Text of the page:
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Introduction

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Best Practices in Alternative Investing: Portfolio Construction

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“By three methods we may learn wisdom. First, by reflection, which is noblest; Second, by imitation, which is easiest; And third, by experience, which is bitterest.”

—Confucius

Greenwich Roundtable members practice a different investing approach with an active management style in alternative investments such as hedge funds, private equity, real estate, and commodities. We have written on the art and science of finding, evaluating, and hiring talented managers (the three Best Practices in Hedge Fund Due Diligence white papers). We now turn our attention to building and managing a portfolio of alternative investments.
 
We entered the project with the simple notion that there is no one right way to craft a portfolio. We manage portfolios based on the needs of our institutions, not by market conventions. Also, we determine our own appropriate risk levels. Most importantly, as the Roman philosopher Seneca said almost 2,000 years ago, “When a man does not know what harbor he is making for, no wind is the right wind.”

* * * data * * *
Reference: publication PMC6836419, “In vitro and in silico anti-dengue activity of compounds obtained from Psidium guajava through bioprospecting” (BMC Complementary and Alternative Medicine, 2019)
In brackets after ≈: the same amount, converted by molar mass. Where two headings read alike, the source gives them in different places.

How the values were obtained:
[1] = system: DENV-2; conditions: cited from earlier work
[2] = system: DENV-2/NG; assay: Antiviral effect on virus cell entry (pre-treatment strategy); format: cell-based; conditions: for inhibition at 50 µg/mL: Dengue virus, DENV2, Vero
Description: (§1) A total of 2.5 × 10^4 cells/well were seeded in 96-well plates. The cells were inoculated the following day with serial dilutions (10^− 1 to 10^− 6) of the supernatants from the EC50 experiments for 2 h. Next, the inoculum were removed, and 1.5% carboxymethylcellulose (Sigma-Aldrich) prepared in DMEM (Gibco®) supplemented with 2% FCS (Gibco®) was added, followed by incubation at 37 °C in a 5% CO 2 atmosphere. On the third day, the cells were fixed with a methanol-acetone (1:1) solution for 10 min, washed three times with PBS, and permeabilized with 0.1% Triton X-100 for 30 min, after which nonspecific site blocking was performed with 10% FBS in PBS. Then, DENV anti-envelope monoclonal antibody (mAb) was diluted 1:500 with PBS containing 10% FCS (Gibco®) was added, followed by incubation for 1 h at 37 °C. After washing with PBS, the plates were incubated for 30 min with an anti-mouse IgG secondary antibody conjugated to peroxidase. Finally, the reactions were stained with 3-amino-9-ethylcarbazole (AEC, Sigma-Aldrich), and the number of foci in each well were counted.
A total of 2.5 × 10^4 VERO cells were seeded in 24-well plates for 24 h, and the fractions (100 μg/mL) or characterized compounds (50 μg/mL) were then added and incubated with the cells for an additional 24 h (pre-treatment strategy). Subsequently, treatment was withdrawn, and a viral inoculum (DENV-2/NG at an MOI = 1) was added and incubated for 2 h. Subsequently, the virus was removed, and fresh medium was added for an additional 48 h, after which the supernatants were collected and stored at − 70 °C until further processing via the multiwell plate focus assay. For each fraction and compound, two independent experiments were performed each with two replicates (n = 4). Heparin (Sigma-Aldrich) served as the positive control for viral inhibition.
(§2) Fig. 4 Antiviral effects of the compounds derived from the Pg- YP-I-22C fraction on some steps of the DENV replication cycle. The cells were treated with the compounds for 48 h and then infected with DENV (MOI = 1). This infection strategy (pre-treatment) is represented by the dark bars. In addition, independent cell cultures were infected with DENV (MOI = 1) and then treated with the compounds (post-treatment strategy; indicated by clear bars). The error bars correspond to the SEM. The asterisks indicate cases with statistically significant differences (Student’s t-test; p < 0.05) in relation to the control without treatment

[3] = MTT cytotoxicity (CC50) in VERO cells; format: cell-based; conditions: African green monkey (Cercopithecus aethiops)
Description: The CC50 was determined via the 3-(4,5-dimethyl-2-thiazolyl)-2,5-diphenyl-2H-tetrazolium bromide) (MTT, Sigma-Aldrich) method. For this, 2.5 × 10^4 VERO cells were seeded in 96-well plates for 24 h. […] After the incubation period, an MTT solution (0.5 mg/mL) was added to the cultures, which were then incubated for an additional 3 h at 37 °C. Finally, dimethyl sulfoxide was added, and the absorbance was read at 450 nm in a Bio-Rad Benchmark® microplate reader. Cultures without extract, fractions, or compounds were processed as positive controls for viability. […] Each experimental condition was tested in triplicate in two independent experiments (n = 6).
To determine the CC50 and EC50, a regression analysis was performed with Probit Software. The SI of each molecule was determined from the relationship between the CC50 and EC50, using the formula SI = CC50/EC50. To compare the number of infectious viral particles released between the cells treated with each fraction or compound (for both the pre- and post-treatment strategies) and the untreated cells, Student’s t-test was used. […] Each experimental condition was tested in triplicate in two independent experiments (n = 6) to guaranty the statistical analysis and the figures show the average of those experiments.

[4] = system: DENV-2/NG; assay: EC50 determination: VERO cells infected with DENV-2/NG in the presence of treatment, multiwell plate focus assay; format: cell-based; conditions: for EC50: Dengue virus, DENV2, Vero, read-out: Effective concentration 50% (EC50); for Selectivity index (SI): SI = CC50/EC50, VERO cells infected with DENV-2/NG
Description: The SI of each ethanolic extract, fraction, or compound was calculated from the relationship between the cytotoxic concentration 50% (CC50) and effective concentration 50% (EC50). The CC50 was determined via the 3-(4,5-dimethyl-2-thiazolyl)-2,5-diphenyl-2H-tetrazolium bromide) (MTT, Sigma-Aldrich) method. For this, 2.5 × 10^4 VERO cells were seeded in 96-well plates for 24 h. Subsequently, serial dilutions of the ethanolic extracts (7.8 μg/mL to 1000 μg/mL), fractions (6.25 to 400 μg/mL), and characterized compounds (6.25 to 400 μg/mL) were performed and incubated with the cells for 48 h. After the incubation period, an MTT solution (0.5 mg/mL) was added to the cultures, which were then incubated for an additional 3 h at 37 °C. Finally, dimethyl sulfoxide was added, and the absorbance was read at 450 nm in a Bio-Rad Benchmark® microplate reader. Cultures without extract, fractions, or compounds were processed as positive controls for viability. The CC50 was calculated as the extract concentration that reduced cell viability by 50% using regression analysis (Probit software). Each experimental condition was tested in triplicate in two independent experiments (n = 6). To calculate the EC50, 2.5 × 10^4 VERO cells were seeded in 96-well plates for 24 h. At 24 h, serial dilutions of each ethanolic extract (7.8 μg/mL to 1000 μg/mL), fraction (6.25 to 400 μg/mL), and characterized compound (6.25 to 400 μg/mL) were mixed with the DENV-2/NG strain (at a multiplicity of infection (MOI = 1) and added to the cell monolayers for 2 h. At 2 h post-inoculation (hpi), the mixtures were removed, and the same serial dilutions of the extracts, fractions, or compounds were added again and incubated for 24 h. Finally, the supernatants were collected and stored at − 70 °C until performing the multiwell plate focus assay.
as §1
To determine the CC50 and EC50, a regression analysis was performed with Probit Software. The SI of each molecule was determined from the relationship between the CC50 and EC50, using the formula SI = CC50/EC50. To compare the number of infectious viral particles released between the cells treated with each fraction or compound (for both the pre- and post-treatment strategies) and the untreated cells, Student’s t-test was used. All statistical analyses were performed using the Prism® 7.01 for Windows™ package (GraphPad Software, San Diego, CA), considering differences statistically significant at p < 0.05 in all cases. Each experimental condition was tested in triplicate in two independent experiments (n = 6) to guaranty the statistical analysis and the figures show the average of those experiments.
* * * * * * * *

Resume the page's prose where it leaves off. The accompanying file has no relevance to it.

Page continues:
The Building A Successful Portfolio of Alternatives section distills the philosophical framework behind best practices in portfolio construction into two basic principles: Collect quality partners opportunistically, and give top priority to risk management is a sine qua non of success.
 
The Policy Portfolio section covers the practical side of building a portfolio of alternative investments. We discuss building portfolios based on fundamental economic drivers rather than conventional asset class definitions or statistical constructions. The subsequent sections cover the specifics around each alternative investment grouping: hedge funds, private capital, real estate, and natural resources. In each case we discuss the various sub-styles of each grouping, issues around funding, and idiosyncrasies particular to each.
 
The final section on governance expands on some practical elements to bringing about a solid fiduciary structure. In all, we stress that we should strive to do what is right for our institution and not what others are doing.
 
Conversations on all of these topics began in 2007 and took on greater importance early in 2008 when our symposia speakers’ darker prognostications became reality. We sat down early in the summer of 2008 to begin the work of speaking to the members and friends of the Greenwich Roundtable in the same spirit we approached our other research: openness and curiosity coupled with humility as we faced the scope of the topic.
 
Throughout this site you’ll see frequent uses of “we” and “our.” These refer to investors who are responsible for managing a portfolio for an institution or themselves. It is for them that this study has been written.
 
Overall, we hope that you find this publication helpful in navigating your institution through the calm and the storms and safely into port.